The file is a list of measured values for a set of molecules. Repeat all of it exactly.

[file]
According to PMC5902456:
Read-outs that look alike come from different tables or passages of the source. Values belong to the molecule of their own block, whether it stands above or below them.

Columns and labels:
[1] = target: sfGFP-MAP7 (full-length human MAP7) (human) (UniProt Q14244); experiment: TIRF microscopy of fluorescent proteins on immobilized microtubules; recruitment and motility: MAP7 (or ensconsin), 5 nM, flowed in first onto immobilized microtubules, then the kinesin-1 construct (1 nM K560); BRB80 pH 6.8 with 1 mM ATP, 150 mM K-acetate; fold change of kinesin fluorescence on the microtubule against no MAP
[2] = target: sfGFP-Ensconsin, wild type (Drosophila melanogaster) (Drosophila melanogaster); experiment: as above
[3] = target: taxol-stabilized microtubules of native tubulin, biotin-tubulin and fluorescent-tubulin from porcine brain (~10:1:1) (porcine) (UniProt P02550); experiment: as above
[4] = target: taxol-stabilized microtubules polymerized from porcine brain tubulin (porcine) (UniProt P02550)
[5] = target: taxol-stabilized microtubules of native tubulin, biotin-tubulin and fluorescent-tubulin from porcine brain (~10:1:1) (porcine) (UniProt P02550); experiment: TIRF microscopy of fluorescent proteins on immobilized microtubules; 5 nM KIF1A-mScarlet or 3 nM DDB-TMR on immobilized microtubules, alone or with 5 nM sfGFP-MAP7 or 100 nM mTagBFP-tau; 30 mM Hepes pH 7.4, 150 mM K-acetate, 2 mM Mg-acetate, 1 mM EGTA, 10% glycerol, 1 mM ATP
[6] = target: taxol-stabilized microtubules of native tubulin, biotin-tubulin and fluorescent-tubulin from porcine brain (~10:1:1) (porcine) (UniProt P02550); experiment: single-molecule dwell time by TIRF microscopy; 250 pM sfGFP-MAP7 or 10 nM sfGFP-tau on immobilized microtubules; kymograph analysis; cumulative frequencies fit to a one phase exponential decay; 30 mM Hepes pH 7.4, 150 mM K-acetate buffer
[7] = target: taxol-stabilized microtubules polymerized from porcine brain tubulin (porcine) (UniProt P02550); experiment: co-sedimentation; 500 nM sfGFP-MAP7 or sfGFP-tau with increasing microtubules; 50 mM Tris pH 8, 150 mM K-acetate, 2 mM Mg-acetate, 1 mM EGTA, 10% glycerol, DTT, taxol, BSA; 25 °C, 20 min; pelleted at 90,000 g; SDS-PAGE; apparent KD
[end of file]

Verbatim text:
According to PMC5902456:
Read-outs that look alike come from different tables or passages of the source. Values belong to the molecule of their own block, whether it stands above or below them.

Columns and labels:
[1] = target: sfGFP-MAP7 (full-length human MAP7) (human) (UniProt Q14244); experiment: TIRF microscopy of fluorescent proteins on immobilized microtubules; recruitment and motility: MAP7 (or ensconsin), 5 nM, flowed in first onto immobilized microtubules, then the kinesin-1 construct (1 nM K560); BRB80 pH 6.8 with 1 mM ATP, 150 mM K-acetate; fold change of kinesin fluorescence on the microtubule against no MAP
[2] = target: sfGFP-Ensconsin, wild type (Drosophila melanogaster) (Drosophila melanogaster); experiment: as above
[3] = target: taxol-stabilized microtubules of native tubulin, biotin-tubulin and fluorescent-tubulin from porcine brain (~10:1:1) (porcine) (UniProt P02550); experiment: as above
[4] = target: taxol-stabilized microtubules polymerized from porcine brain tubulin (porcine) (UniProt P02550)
[5] = target: taxol-stabilized microtubules of native tubulin, biotin-tubulin and fluorescent-tubulin from porcine brain (~10:1:1) (porcine) (UniProt P02550); experiment: TIRF microscopy of fluorescent proteins on immobilized microtubules; 5 nM KIF1A-mScarlet or 3 nM DDB-TMR on immobilized microtubules, alone or with 5 nM sfGFP-MAP7 or 100 nM mTagBFP-tau; 30 mM Hepes pH 7.4, 150 mM K-acetate, 2 mM Mg-acetate, 1 mM EGTA, 10% glycerol, 1 mM ATP
[6] = target: taxol-stabilized microtubules of native tubulin, biotin-tubulin and fluorescent-tubulin from porcine brain (~10:1:1) (porcine) (UniProt P02550); experiment: single-molecule dwell time by TIRF microscopy; 250 pM sfGFP-MAP7 or 10 nM sfGFP-tau on immobilized microtubules; kymograph analysis; cumulative frequencies fit to a one phase exponential decay; 30 mM Hepes pH 7.4, 150 mM K-acetate buffer
[7] = target: taxol-stabilized microtubules polymerized from porcine brain tubulin (porcine) (UniProt P02550); experiment: co-sedimentation; 500 nM sfGFP-MAP7 or sfGFP-tau with increasing microtubules; 50 mM Tris pH 8, 150 mM K-acetate, 2 mM Mg-acetate, 1 mM EGTA, 10% glycerol, DTT, taxol, BSA; 25 °C, 20 min; pelleted at 90,000 g; SDS-PAGE; apparent KD